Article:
History of Newtown Market Hall :: Shared Description

In 1868 Wastel Brisco, absentee owner of the Newtown Hall estate, instructed his agent in Newtown, Thomas Sturkey, to have some of his properties in High Street and Market Street demolished and an imposing market hall built
in their place. Designed by Liverpool architect, David Walker, with imposing yellow brick and terracotta facades open at both Market Street and High Street entrances it was built by Mr Williams of Llanidloes. The new building was opened a few days before Christmas in 1870. Not wishing to have the expense of running the building himself, Wastel Brisco offered the Market Hall to Newtown Local Board, either for sale or rent.

Opinions on this were divided. Some where outraged that there had been no consultation on the building, how much it would cost or where it should be placed; they felt Mr Brisco was only out to make money for himself. Others saw him as a generous benefactor to the town. By March 1871 the disagreement had become violent and a poll was organised to settle 'The Market Hall Question'. Canvassing on both sides was rowdy with many accusations of cheating. Eventually, the people voted in favour of the Newtown Local Board buying or renting the hall from Mr Brisco. However, this was not the end of the matter. Many were not happy and the scene that followed was one of chaos with crowds shouting, fighting and running along the streets, hurling stones through windows and generally causing trouble.

It was a further 50 years, following WWI, before a financial arrangement was finally agreed upon at a time when The Brisco family needed money to pay off their tax debts and land prices had dropped considerably. Meanwhile the hall was pressed into service as a public meeting place for events and entertainments. In 1876 the floor of the hall was regularly used as a roller-skating rink with community teas, dances and political speeches all taking place in this new large public space.

During WWII a wall was built down the centre of the building and the eastern half of the hall was requisitioned for use as an Admiralty Victualling Depot. During the hostilities the Royal Navy’s stock of Rum was said to have been kept in Newtown. When the war ended that part of the building then became a Ministry of Food Buffet Depot and was later used by a local corn merchant, returning to public use in 1959.

In 2008 the Market Hall was in need of repair and had been running at a loss for a while - perhaps partly because management was inflexible over short-term lets and high rents leading to a reduction in stalls and thereby, income. Powys County Council put the building up for sale by sealed tender.

Mid Wales Food and Land Trust, a local not-for-profit organisation, wanted to return the building to its original use, not just as a market hall but also as a general hub for wider social and community activities. The Trust submitted an Expression of Interest in the building, asking the Council for time to raise the funding required to do a full Options Appraisal and Feasibility Study.

Other tenders had been submitted to buy the building from the Council, but all would have resulted in the loss of the building as a market hall. Councillors voted to defer a decision on the tenders received, while the feasibility study and appraisal were completed.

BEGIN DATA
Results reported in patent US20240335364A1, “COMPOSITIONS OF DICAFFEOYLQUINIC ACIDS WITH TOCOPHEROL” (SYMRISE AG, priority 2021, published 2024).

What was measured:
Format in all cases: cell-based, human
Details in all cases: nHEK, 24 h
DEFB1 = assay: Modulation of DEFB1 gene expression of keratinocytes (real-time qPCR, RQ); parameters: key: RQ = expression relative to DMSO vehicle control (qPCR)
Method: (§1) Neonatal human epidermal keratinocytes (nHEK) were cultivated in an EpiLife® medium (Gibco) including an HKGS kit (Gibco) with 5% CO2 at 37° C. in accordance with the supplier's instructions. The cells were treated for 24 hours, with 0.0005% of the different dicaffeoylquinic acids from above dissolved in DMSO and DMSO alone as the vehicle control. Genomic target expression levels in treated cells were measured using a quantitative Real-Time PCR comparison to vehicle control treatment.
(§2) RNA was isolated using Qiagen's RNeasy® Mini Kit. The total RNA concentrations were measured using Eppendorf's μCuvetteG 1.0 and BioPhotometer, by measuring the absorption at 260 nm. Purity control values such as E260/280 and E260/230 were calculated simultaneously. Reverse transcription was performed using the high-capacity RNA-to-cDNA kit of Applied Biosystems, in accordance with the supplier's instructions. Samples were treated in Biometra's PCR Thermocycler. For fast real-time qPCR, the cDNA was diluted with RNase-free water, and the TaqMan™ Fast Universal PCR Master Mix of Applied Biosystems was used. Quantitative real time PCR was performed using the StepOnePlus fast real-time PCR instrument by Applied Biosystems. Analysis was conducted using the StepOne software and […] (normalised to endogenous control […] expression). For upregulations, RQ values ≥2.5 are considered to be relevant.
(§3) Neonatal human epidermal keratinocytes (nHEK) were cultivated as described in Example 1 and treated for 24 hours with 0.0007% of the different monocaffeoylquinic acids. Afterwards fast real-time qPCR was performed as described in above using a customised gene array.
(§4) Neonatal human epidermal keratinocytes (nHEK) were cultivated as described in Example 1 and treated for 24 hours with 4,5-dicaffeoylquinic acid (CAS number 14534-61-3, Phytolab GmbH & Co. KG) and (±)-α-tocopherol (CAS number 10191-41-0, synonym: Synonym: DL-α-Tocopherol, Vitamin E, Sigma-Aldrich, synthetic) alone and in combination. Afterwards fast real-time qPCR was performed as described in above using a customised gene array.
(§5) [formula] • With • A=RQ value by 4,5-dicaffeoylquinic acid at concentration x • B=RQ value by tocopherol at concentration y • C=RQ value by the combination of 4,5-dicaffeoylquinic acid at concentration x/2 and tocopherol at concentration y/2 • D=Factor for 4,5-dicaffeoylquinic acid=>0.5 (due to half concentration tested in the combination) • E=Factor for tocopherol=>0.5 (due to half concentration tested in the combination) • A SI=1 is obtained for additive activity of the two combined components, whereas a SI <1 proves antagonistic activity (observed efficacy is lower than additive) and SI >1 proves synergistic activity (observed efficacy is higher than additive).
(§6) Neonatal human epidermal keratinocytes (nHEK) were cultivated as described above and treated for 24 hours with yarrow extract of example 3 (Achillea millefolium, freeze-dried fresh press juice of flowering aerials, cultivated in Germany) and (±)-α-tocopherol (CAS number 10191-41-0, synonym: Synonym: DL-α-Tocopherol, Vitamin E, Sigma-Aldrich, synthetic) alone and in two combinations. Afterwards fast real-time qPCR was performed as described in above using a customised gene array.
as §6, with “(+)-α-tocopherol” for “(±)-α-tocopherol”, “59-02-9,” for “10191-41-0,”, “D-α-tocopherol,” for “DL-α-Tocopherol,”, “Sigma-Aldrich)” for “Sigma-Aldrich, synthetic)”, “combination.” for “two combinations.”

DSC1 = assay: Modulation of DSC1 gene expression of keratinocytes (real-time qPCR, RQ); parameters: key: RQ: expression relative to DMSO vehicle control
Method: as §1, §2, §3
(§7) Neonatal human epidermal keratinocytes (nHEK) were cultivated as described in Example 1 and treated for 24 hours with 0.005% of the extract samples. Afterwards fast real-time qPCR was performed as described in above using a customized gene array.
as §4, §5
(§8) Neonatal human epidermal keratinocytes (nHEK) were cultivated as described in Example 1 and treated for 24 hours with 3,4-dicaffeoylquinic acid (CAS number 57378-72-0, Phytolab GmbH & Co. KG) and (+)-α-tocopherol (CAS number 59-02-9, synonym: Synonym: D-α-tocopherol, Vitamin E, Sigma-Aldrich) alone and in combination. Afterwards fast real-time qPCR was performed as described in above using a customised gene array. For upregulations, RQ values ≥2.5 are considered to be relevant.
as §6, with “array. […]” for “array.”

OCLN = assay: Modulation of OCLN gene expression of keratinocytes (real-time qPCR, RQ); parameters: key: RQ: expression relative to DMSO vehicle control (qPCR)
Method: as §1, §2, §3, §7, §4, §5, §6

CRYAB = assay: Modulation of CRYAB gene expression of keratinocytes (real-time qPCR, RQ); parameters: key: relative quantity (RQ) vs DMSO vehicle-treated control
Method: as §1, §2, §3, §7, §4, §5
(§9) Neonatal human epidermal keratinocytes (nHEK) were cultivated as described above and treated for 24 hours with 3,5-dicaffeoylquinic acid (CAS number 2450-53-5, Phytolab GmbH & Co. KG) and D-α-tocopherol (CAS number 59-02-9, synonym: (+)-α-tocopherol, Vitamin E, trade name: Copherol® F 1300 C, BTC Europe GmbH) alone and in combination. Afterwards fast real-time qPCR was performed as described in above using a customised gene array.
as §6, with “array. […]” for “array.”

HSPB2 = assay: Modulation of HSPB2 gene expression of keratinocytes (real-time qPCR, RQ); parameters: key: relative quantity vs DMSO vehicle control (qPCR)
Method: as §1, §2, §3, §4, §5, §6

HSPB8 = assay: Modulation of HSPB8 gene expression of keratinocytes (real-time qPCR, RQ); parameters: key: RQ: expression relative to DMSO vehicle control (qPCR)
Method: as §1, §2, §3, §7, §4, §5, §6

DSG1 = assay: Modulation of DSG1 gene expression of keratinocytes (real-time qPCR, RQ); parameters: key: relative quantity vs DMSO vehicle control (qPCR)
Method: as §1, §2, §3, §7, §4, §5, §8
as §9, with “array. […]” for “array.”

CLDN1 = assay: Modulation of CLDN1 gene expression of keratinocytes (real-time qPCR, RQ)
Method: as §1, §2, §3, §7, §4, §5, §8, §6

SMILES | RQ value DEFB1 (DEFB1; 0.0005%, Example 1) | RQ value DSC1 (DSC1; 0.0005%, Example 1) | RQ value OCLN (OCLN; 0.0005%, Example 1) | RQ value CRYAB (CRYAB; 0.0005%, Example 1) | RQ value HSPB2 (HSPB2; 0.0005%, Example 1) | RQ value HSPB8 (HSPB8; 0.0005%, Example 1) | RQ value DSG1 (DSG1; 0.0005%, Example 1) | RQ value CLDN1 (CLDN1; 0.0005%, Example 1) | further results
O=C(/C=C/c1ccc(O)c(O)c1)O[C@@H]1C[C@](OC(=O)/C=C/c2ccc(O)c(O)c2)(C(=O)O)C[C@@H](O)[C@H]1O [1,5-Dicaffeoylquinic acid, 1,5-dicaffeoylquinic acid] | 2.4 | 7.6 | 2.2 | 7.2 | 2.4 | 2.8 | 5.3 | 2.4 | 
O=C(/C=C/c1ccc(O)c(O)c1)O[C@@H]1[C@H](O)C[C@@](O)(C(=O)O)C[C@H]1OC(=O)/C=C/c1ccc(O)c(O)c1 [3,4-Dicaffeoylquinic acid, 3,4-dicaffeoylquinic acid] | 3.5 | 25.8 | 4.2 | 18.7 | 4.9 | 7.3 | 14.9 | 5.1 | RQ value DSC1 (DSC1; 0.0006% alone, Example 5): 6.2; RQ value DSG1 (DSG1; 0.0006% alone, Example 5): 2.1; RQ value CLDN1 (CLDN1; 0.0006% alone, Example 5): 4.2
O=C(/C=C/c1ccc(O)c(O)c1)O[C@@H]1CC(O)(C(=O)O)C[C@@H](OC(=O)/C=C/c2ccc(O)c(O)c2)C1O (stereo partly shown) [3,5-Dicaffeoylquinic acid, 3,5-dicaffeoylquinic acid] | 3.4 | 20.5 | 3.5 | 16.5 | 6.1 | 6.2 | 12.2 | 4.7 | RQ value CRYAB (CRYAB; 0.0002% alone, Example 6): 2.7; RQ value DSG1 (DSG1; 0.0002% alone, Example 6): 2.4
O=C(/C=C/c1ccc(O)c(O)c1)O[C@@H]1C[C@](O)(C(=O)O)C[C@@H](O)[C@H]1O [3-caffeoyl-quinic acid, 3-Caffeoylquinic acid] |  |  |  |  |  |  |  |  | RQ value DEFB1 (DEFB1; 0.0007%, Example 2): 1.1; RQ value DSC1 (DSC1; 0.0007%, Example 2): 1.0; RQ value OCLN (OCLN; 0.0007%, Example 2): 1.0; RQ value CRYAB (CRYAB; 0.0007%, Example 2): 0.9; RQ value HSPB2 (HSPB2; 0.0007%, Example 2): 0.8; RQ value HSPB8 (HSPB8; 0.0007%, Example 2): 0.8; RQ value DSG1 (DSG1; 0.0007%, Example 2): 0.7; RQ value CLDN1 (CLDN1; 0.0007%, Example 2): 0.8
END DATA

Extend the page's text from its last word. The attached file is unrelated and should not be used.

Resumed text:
In 2010 the Council gave an in-principle agreement that the building could be transferred to the Trust if the Trust could raise the money needed for the full restoration and repairs of the building. It took a few years but in April 2014, with grants from Heritage Lottery Fund, Big Lottery Community Asset Transfer Programme and Welsh Government Community Facilities and Activities Programme the property was transferred to the Trust on a 99 year lease and restoration work started in June 2014.

It reopened for business in August 2015 and is open Tuesday to Saturday 9am - 5pm.

Condensed from LinkExternal link which is well worth a look as it also contains a detailed timeline for the hall and includes quotes from various newspaper articles.

Newtown Market Hall's 445 years of history in 5 minutes - video: LinkExternal link
by Penny Mayes
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SO1091 : Newtown Market Hall - September 2014 by Penny Mayes
SO1091 : Newtown Market Hall - August 2015 by Penny Mayes
SO1091 : Newtown Market Hall - August 2015 by Penny Mayes
SO1091 : Newtown Market Hall - September 2015 by Penny Mayes
SO1091 : Newtown Market Hall - September 2015 by Penny Mayes
SO1091 : Newtown Market Hall - September 2014 by Penny Mayes
SO1091 : Newtown Market Hall - September 2014 by Penny Mayes
SO1091 : Newtown Market Hall - September 2014 by Penny Mayes
SO1091 : Newtown Market Hall - September 2014 by Penny Mayes
SO1091 : Newtown Market Hall - September 2014 by Penny Mayes
SO1091 : Newtown Market Hall - September 2015 by Penny Mayes
SO1091 : Newtown Market Hall - September 2014 by Penny Mayes
SO1091 : Newtown Market Hall - September 2014 by Penny Mayes
SO1091 : Newtown Market Hall - September 2014 by Penny Mayes
SO1091 : Newtown Market Hall - August 2015 by Penny Mayes
SO1091 : Newtown Market Hall - January 2015 by Penny Mayes
SO1091 : Newtown Market Hall - January 2015 by Penny Mayes
SO1091 : Newtown Market Hall - September 2014 by Penny Mayes
SO1091 : Newtown Market Hall - September 2014 by Penny Mayes
SO1091 : Newtown Market Hall - September 2015 by Penny Mayes
SO1091 : Newtown Market Hall - September 2015 by Penny Mayes
SO1091 : Newtown Market Hall - September 2015 by Penny Mayes
SO1091 : Newtown Market Hall - August 2015 by Penny Mayes
SO1091 : Newtown Market Hall - September 2014 by Penny Mayes
SO1091 : Newtown Market Hall - June 2015 by Penny Mayes

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Created: Thu, 6 Dec 2018, Updated: Mon, 11 Mar 2019

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